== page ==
To be sure, there are other/similar solutions out there which may work, depending on the degree to which your iPod is malfunctioning. These three are just the ones I am personally familiar with and feel comfortable recommending.

Of course, when considering these or any other options, it is important to keep in mind the price of the accessory, as sometimes they approach a good percentage of the cost of a brand new iPod. However, if you have the money (or an upcoming birthday or holiday list you need to fill a space on) all three of these accessories are great pieces of iPod gear that can greatly enhance functioning iPods as well (I personally love the DLO Homedock Deluxe, and leave it set up in the kids playroom as a sort of media server running off our 5th gen 60GB iPod). If you happened to be contemplating buying one of these but needed one more reason, keep in mind the extra benefit of their hidden ability to breathe new life into a “dead” iPod.

5 Responses to “3 accessories that can squeeze some extra life from a “dead” iPod”
  1. Alan Douglas says:

    along the same lines I have a Goodmans GCE7207I a car CD player that has a dock cable coming out the back. It’s a bit bargain basement but have had one since christmas and it has worked fine. Mine was a reconditioned one from ebay that cost about £40. http://www.goodmans.co.uk/productdetails.aspx?pid=GCE7207I&language=en-GB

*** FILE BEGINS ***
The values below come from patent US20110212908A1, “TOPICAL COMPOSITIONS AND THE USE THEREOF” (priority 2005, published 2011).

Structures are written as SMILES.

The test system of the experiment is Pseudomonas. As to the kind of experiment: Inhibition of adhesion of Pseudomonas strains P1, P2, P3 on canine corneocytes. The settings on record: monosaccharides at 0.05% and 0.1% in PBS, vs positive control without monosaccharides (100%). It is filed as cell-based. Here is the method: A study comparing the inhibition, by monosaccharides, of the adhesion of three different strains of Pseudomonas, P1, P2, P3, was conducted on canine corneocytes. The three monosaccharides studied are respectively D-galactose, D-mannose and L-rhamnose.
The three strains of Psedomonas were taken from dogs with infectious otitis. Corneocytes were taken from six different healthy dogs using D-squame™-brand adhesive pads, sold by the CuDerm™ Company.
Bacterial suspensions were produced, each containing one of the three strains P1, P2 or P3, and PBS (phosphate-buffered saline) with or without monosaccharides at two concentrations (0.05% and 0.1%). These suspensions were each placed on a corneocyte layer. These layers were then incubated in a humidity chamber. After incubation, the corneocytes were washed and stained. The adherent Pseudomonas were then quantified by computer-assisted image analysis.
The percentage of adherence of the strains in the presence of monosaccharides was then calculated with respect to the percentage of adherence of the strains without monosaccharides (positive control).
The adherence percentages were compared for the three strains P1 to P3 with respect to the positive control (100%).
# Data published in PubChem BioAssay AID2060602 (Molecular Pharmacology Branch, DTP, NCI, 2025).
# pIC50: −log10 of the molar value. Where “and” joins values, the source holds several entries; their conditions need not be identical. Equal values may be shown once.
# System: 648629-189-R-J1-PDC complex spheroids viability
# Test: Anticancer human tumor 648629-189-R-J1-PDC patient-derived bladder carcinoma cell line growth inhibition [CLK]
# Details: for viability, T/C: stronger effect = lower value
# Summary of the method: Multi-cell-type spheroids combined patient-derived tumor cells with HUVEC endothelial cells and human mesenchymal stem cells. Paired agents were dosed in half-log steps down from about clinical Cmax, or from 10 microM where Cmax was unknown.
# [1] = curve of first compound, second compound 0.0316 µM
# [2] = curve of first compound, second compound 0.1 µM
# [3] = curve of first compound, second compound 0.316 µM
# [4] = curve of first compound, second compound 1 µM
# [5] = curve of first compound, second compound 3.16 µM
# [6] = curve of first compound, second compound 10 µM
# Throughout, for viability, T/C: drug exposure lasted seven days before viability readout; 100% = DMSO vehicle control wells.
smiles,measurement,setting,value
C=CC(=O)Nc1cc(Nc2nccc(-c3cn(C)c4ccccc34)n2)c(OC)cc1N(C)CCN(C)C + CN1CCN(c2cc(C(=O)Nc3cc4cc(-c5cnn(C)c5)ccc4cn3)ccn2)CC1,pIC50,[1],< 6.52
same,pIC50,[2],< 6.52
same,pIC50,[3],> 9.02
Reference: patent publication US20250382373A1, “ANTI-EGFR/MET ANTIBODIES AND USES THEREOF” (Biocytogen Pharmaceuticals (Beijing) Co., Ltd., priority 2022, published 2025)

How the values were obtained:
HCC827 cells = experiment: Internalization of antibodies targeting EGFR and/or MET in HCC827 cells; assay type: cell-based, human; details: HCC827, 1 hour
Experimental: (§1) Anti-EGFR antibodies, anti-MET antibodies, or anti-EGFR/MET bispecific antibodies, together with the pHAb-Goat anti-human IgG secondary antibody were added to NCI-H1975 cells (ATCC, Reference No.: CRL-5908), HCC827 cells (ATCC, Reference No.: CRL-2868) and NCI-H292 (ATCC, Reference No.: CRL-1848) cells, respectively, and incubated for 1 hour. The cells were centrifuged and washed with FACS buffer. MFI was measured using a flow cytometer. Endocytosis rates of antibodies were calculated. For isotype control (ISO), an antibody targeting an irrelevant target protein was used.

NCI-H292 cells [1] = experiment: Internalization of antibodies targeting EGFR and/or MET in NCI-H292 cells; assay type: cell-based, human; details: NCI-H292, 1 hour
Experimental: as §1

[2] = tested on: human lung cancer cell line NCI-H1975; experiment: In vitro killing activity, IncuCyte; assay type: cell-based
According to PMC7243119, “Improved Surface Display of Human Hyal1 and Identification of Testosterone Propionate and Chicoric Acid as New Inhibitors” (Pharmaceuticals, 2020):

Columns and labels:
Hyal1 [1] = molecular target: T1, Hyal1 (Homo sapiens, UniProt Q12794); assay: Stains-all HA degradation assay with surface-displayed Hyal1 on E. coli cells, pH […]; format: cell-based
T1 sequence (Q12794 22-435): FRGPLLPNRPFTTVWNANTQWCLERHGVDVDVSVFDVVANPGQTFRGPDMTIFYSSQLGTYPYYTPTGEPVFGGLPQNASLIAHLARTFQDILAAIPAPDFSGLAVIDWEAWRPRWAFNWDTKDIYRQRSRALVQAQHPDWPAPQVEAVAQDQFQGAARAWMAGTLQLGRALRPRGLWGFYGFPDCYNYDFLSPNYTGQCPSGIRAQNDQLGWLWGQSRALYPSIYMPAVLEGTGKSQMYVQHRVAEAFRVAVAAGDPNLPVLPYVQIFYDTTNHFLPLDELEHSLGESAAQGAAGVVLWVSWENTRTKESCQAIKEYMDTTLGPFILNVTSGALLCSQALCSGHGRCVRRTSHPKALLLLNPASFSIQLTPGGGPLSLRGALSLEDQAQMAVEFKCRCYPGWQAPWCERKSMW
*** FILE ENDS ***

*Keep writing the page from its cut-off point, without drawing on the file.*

2. Alien Cole says:

    if you have a dead hard drive all is not lost, you could try doing this:

  3. Bob says:

    Software isn’t the only means of breathing new life into an old iPod. Just buy a Firewire cable and install OS X on it. I did that and also installed DiskWarrior and TechTool Pro, as well as other utilities. Now it serves as a backup for when I need to do some heavy-duty maintenance on my aging iMac G5.

  4. Bruce says:

    I was going to try to just use my 3G ipod (with the 4 round ‘buttons’) as an external HD. The ipod’s HD is fine, but none of the control buttons or scroll wheel work anymore.
    But what I found is that it would never turn off. In the Apple design world, there is no OFF switch on the ipod. Only Hold — which simply means ‘keep doing whatever you are doing now.’

    So my experience was that it would only work when it had been charged up, and then it would just continue to spin the HD for hours even after unmounted, till the battery ran out. Then I would have to charge it up before next use… If I continue in that mode, I am sure the battery life will be gone soon.

    Anyone know how to make the 3G ipod HD stop spinning?
    Any way to give it an OFF switch?

  5. Doug says:

    Dead click wheel and screen ipods are great for car stereos like Alpine with a dock connector and ipod controls on the stereo. It is how I am using my 3g ipod with a dead battery.